The UAE Air Force and Defence Command has requested a further ten Chinook CH-47F cargo helicopters to add to its fleet, at a cost of around $830m. The order was approved by the US State Department on 7 November. The helicopters will be built by Boeing Helicopters Aircraft Company, with engines made by Honeywell Engine Company. The deal includes ten US contractors travelling to the UAE for five years of delivery, training and support. The UAE Air Force already has 20 Chinooks in place.

United Arab Emirates (UAE)
Free

The new parliament’s pro-government character appears to be translating into greater levels of achievement. The assembly has already pushed through a number of bills and motions, including approving the much delayed draft law to privatise Kuwait Airways Corporation.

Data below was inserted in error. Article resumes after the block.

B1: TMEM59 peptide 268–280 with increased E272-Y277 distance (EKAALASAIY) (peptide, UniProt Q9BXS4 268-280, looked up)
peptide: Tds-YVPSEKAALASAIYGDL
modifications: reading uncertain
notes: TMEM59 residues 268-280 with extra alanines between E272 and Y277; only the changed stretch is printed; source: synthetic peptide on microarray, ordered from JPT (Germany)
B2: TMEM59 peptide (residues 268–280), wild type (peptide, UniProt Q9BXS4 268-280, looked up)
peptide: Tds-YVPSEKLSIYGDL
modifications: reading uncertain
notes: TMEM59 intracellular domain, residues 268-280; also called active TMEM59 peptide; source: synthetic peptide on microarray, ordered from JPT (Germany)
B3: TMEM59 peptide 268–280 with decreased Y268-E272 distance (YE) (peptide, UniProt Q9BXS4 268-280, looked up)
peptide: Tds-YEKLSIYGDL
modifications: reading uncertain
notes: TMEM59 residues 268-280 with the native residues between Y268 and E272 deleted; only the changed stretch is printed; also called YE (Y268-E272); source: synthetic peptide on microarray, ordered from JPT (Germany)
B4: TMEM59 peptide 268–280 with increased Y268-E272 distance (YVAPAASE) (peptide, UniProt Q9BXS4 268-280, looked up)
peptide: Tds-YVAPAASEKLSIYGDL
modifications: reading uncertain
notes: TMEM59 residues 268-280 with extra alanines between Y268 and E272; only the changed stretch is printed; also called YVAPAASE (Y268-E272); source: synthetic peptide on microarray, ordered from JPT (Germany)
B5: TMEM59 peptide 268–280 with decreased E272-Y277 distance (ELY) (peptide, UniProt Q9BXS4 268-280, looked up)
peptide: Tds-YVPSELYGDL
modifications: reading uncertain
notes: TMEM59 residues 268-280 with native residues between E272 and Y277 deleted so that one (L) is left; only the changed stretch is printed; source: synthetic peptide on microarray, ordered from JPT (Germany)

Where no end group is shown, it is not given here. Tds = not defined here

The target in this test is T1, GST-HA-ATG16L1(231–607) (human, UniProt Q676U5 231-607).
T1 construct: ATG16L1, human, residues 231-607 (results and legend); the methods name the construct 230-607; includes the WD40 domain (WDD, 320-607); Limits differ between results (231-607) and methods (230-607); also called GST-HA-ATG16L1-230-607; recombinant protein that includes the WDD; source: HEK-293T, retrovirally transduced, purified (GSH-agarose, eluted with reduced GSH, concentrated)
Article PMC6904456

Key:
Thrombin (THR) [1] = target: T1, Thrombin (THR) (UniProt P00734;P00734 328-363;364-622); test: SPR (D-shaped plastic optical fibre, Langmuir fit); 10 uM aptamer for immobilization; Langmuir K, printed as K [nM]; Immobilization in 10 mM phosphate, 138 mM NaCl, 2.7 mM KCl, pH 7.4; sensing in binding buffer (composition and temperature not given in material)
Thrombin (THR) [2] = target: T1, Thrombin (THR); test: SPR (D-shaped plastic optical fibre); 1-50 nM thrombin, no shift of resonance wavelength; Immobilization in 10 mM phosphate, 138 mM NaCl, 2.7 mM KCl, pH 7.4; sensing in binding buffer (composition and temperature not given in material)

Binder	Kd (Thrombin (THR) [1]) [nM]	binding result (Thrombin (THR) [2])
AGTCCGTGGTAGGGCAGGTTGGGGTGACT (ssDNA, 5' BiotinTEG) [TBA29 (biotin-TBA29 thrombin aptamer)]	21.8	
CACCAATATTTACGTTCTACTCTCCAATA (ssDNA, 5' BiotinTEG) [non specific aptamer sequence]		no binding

Kuwait
Free

On 18 July, a brazen attack which stateTV blamed on a suicide bomber killed defence minister Daoud Rajha and Assad’s brother-inlaw Assef Shawkat, who were at a meeting of ministers and senior security personnel in Damascus.

Syria
Free

It has been more than a year-a-half since the start of Syria’s conflict.What began as a popular uprising against President Bashar Al-Assad has deteriorated into a bloody conflict; in June, the International Committee of the Red Cross (ICRC) declared it a “non-international armed conflict” – in lay terms, a civil war.

Issue 977 - 02 October 2014

Risk Management Report: Saudi Arabia

Free